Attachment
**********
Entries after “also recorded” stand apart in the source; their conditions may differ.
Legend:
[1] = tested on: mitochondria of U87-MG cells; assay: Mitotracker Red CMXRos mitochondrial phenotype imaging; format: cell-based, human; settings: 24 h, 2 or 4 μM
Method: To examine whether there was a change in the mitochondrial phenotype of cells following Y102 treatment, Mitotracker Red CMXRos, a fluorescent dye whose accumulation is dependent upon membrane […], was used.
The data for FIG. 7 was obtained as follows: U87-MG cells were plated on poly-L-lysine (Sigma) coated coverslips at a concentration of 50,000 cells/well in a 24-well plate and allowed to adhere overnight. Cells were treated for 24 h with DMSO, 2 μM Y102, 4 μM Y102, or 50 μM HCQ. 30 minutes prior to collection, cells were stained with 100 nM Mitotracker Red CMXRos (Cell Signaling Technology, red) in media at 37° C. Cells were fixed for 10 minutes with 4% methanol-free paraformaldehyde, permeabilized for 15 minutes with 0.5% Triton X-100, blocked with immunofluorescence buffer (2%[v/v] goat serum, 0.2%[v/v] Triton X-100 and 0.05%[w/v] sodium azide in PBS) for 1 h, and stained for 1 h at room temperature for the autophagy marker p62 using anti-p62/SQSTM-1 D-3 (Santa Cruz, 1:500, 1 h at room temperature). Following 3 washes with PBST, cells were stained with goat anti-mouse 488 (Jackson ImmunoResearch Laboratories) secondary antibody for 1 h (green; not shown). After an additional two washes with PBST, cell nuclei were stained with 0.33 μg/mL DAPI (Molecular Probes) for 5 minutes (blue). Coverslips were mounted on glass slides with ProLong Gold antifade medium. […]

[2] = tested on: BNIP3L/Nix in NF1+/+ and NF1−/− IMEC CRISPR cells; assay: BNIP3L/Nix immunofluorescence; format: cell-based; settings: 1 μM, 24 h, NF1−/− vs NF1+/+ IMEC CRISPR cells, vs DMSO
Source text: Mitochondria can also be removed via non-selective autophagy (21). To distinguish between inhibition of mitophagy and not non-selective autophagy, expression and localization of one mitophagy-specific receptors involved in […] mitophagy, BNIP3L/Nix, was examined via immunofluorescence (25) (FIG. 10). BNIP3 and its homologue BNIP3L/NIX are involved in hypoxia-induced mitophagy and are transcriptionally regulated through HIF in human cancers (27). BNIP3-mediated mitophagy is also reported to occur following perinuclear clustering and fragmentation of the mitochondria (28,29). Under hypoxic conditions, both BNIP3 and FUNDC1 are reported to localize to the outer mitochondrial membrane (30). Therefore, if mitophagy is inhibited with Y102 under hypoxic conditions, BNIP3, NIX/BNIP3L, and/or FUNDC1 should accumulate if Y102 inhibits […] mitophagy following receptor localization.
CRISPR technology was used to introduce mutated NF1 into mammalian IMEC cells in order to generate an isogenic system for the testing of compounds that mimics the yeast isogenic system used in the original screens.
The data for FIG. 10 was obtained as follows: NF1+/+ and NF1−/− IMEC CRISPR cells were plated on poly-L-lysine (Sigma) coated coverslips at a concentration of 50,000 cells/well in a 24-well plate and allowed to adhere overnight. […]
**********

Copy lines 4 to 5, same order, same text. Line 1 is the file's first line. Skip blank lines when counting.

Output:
Method: To examine whether there was a change in the mitochondrial phenotype of cells following Y102 treatment, Mitotracker Red CMXRos, a fluorescent dye whose accumulation is dependent upon membrane […], was used.
The data for FIG. 7 was obtained as follows: U87-MG cells were plated on poly-L-lysine (Sigma) coated coverslips at a concentration of 50,000 cells/well in a 24-well plate and allowed to adhere overnight. Cells were treated for 24 h with DMSO, 2 μM Y102, 4 μM Y102, or 50 μM HCQ. 30 minutes prior to collection, cells were stained with 100 nM Mitotracker Red CMXRos (Cell Signaling Technology, red) in media at 37° C. Cells were fixed for 10 minutes with 4% methanol-free paraformaldehyde, permeabilized for 15 minutes with 0.5% Triton X-100, blocked with immunofluorescence buffer (2%[v/v] goat serum, 0.2%[v/v] Triton X-100 and 0.05%[w/v] sodium azide in PBS) for 1 h, and stained for 1 h at room temperature for the autophagy marker p62 using anti-p62/SQSTM-1 D-3 (Santa Cruz, 1:500, 1 h at room temperature). Following 3 washes with PBST, cells were stained with goat anti-mouse 488 (Jackson ImmunoResearch Laboratories) secondary antibody for 1 h (green; not shown). After an additional two washes with PBST, cell nuclei were stained with 0.33 μg/mL DAPI (Molecular Probes) for 5 minutes (blue). Coverslips were mounted on glass slides with ProLong Gold antifade medium. […]